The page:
Them bones, them bones: finite element bone-modelling
Posted: 27 Jan 2015 | 22:16
I have been re-architecting the solver-side of VOX-FE, a voxel-based finite element bone modelling suite developed by Prof. Michael Fagan's Medical & Biological Engineering group at the University of Hull. The suite comprises a GUI (you can read more about it in this blog post) and a linear solver. VOX-FE creates bone models made up of small cuboid elements by directly converting Computed Tomographic data into these elements. This circumvents the problems faced by the more common method of model creation via mesh interpolation (loss of detail, scaling issues). VOX-FE's approach makes modelling an entire skull with surrounding soft tissue a realisable goal. However, it’s not quite there yet.
Bone model made up of voxel elements
Until recently, VOX-FE could at best model small bones of up to 20-30 million elements, capturing some of the micro-scale internal structure typical of bones (eg trabeculae). The existing MPI-based solver, “PARA_BMU”, outputs the final stresses and strains of a force-constrained bone by solving a linear elasticity problem in parallel. However, PARA_BMU does not scale well beyond 256 cores, nor can it handle the 100 billion elements needed to model an entire skull.
Enter the new solver that Iain Bethune, Nick Brown and I have been working on. Based on the PETSc library (a suite of data structures and routines for the scalable, parallel, solution of scientific applications modelled by partial differential equations), the new solver easily scales beyond 256 cores, can handle very large-scale models, multiple material problems and can utilise advanced parallelism beyond MPI (pthreads, hybrid MPI-pthreads, and even CUDA for future GPU architectures). Furthermore, the new solver can choose from PETSc's many different solver routines to suit different problems, making it more powerful and more flexible.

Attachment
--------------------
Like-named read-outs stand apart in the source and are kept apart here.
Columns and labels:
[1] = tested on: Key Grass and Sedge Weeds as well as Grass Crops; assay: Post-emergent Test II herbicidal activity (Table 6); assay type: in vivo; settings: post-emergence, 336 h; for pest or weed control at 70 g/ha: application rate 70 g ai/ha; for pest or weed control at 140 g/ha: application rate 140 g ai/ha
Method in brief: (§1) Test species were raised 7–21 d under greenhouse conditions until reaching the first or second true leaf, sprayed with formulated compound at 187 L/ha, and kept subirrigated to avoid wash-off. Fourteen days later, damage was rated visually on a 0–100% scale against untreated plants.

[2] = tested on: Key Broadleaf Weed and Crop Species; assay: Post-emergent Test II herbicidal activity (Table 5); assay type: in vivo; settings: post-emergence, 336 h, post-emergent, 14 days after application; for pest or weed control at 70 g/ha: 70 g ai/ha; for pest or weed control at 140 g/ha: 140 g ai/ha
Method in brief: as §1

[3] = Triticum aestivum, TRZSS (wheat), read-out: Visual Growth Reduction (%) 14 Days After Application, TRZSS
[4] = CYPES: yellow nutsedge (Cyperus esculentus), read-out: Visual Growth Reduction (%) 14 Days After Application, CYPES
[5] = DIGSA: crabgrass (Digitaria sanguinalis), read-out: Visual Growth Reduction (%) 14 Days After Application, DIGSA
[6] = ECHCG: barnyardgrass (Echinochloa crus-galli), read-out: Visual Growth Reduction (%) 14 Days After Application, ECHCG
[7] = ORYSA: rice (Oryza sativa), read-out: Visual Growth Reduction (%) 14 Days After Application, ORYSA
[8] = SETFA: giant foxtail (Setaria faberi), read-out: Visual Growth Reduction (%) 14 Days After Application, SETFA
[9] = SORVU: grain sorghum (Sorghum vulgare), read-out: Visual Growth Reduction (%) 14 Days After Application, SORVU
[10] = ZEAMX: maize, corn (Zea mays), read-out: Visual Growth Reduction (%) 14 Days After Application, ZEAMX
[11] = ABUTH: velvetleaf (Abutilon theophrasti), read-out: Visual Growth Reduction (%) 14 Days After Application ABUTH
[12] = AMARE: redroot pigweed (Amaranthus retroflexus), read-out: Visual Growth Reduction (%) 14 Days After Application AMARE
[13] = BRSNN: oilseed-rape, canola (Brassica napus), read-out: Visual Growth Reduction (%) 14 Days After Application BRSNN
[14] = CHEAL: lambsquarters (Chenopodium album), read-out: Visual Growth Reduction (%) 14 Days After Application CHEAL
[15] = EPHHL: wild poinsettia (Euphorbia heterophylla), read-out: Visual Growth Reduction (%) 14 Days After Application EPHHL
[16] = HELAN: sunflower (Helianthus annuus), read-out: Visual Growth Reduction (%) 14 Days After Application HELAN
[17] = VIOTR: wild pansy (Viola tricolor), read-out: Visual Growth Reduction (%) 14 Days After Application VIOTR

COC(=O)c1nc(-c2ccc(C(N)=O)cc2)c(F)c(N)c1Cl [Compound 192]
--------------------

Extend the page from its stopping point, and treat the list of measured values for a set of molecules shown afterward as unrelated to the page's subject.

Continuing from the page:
We are currently fitting the new PETSc-based solver into the heart of the VOX-FE suite, replacing the existing solver completely. Our developments will improve maintainability and simplify the addition of new functionality such as adaptive remodelling, where parts of the bone surface can grow or diminish. Palaeobiologists could, for example, use this to virtually reconstruct partially recovered fossil bones so that they are functionally sound, replacing usual methods of painstaking reconstruction.
Current and previous collaborations between Hull and EPCC ("Improved I/O performance for larger voxel-based simulations", M. J. Fagan, I. Bethune, N. Johnson) have improved the VOX-FE suite on many fronts, making it an increasingly attractive modelling tool for a wide and diverse community of bone researchers.
All images courtesy of R. Holbrey and M. J. Fagan